With Somerset deposed, John Dudley, the Duke of Northumberland, became the dominant power in England.  He did not try to install himself as Lord Protector, but instead took the titles of Lord President of the Regency Council and Steward of the King’s Household.  Six weeks before the death of Edward VI, Northumberland’s son, Gilford Dudley, was married to Lady Jane Grey, the granddaughter of Mary Tudor.  Mary Tudor was the younger sister of Henry VIII.  If Henry’s two daughters Elizabeth and Mary were considered illegitimate, as they had been declared by Parliament under Henry, then the last remaining Tudor issue were Lady Jane Grey and her second cousin, Mary of Scotland, who was the granddaughter of Henry’s older sister, Margaret Tudor.  At the time, Mary of Scotland was living at the court of the King of France and was betrothed to the Dauphin.  Thus at Edward’s death, Lady Jane would have a strong claim to the throne. 

Edward was raised a Protestant and certainly professed Protestant faith.  He likely would not have wanted to be succeeded by his older sister, the thoroughly Catholic Mary.  As Edward was dying, Northumberland induced him to sign a document disinheriting his sisters from the throne and declaring that the legitimate heir was Lady Jane. 

Edward died on July 6, 1553, at the age of 15.  Reputedly, his last words were, “Oh my Lord God, defend this realm from papistry and maintain thy true religion.”  His death was kept secret for four days while the council paved the way for the coronation of Lady Jane.  On July 10, she was crowned queen, a position she never sought and took only under pressure from her family.  Her reign would last for nine days.  Henry’s eldest child, Mary, had gathered an army and was marching toward London to claim her throne.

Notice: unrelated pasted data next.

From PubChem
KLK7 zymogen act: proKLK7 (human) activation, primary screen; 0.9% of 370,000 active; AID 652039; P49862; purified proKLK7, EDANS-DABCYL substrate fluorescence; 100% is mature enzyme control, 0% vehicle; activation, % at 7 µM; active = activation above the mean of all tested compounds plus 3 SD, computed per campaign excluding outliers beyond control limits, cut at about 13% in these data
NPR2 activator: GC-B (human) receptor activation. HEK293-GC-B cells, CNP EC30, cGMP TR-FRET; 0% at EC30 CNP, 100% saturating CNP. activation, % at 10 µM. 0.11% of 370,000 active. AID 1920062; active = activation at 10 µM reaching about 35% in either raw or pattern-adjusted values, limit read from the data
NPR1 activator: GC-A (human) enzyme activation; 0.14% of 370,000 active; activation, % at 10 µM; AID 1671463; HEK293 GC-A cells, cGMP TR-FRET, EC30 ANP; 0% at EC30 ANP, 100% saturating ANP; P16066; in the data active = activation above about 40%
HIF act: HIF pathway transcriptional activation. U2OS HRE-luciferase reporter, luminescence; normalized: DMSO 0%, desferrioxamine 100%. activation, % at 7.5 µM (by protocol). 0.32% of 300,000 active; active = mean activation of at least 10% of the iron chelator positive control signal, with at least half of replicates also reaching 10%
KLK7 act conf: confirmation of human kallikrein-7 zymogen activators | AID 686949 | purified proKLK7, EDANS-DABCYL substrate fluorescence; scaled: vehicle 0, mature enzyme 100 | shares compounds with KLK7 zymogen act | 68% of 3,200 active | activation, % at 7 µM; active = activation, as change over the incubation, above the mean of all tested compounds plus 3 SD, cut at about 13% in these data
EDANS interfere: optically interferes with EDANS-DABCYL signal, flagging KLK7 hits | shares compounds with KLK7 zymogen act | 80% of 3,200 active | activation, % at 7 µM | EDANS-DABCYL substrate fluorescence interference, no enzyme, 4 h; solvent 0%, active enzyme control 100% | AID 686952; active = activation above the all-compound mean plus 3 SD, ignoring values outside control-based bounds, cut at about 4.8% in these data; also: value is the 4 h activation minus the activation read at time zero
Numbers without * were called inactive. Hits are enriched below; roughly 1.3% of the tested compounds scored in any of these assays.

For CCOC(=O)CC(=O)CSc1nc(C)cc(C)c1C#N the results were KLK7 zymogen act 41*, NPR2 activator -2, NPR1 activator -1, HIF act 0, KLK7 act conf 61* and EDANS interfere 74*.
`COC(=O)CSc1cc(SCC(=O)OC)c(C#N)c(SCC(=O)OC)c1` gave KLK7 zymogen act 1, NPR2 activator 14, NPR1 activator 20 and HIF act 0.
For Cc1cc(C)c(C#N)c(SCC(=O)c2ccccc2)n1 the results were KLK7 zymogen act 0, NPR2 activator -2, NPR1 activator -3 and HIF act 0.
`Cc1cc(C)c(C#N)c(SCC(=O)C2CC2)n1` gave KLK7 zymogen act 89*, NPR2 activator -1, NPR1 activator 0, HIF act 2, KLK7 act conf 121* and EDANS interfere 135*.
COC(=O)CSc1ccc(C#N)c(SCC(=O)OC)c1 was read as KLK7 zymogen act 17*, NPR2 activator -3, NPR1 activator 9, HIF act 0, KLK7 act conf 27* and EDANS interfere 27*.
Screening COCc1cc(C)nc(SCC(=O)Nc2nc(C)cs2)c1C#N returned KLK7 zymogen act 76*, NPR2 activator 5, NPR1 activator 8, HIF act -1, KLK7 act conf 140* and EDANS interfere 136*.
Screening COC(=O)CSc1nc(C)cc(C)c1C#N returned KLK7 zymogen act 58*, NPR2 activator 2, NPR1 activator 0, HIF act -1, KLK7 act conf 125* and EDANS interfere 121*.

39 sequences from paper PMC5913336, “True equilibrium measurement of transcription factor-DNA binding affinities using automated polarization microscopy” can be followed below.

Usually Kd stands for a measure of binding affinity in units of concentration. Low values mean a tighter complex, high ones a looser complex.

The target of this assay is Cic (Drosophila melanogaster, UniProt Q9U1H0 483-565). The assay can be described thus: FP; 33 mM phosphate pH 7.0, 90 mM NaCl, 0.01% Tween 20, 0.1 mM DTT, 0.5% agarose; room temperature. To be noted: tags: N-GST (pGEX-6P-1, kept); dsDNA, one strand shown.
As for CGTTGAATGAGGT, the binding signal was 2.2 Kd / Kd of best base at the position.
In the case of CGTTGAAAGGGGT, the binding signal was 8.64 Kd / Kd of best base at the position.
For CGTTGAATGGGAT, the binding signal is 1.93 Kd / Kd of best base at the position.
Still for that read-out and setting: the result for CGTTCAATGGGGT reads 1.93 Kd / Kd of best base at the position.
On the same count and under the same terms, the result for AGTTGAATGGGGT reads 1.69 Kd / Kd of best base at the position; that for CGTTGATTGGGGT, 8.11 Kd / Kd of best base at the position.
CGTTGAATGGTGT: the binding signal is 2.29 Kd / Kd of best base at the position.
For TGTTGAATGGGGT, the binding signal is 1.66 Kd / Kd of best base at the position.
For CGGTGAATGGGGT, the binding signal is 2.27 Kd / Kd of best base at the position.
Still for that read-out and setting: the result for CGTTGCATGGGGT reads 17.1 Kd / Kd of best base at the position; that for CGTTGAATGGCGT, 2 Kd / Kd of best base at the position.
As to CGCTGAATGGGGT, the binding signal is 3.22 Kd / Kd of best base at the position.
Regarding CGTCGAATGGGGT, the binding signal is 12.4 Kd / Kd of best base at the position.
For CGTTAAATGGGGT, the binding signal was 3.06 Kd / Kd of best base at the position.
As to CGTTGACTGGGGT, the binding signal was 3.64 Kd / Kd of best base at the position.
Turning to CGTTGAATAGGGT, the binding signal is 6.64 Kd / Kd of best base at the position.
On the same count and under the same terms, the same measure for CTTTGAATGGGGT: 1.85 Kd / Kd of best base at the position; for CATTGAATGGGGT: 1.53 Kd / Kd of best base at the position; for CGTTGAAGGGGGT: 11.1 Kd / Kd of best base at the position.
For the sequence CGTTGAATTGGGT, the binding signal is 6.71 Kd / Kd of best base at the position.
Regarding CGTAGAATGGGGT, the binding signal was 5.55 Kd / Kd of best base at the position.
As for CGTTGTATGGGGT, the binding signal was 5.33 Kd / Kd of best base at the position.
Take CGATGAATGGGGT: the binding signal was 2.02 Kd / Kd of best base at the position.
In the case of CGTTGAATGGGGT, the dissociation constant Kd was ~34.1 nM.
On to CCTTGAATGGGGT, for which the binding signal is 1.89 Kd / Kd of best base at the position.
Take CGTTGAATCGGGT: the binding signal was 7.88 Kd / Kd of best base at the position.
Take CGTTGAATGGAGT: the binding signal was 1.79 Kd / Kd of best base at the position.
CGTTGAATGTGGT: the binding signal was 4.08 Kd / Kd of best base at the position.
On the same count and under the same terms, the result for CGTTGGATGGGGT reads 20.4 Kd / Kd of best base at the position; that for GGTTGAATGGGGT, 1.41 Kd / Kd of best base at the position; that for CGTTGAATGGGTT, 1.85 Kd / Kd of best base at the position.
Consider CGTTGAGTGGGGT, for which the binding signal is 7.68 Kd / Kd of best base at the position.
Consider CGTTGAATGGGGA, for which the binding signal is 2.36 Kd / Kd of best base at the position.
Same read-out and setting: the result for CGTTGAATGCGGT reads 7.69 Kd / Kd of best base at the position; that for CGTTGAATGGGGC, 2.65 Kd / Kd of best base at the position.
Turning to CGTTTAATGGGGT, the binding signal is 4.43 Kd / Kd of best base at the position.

Father, forgive us.  We have abused and oppressed those with whom we disagree.  We have used  your holy church to achieve venal ends. We have committed abominable acts.  We have used our children to further our own political ambitions.  We have been arrogant and cruel.   

Father, may we come face to face with our sin where it exists, and may we repent of our sin.  Forgive us, Father.  Forgive our ancestors.   Their sins continue to this day through our own acts.      

Have mercy, Father.  Use the blood shed by Jesus on the cross to cleanse the sins of our ancestors and our own sins.  Wipe clean this stain on our history.  Restore us.  Break the cycle of repeated sins.  Free us from bondage to this history.  Begin a new creation in which you are our God and we are your people. 

Through Jesus Christ our Lord and true King.



July 19, 2008

I read in a comment that there were 140 journalists. Many of them are not Christians. Let us remember them in prayer daily.

Numbers 6:24-26
The Lord bless you and keep you; the Lord make His face shine upon you and be gracious to you; the Lord turn His face toward you and give you peace.

Lambeth Conference

July 19, 2008

There is not a single recorded incidence of Hutu-Tutsi violence before the Belgian colonists measured their noses, divided them into two groups, and issued identity cards. Did the Belgians know it would lead to a genocide decades later? Of course not. Do they carry some of the responsibility for the genocide? Absolutely.

We in the Episcopal Church and the Anglican Church of Canada have torn the fabric of the Communion. Who knows where this will lead decades hence?

I acknowledge my sin . . . and Thou forgave . . . Psalm 32:5

O Lord, we in the Anglican Communion confess our corporate sins of arrogance and lust for power, for deeming small the influence of Your Holy Word in our lives, for dismissing that which people had sacrificed their lives to pass on to us. Forgive us, we pray. Amen.

God is able

July 19, 2008

If we are thrown into the blazing furnace, the God we serve is able to save us from it, and he will rescue us from your hand, O king.
Daniel 3:16-18


July 19, 2008

In His favor is life. Psalm 30:5b

Dear Heavenly Father,
Show Your favor to Georgette Forney, president of Anglicans for Life and present at the Lambeth Conference, we pray in the name of Your Son, who is the Life. Amen.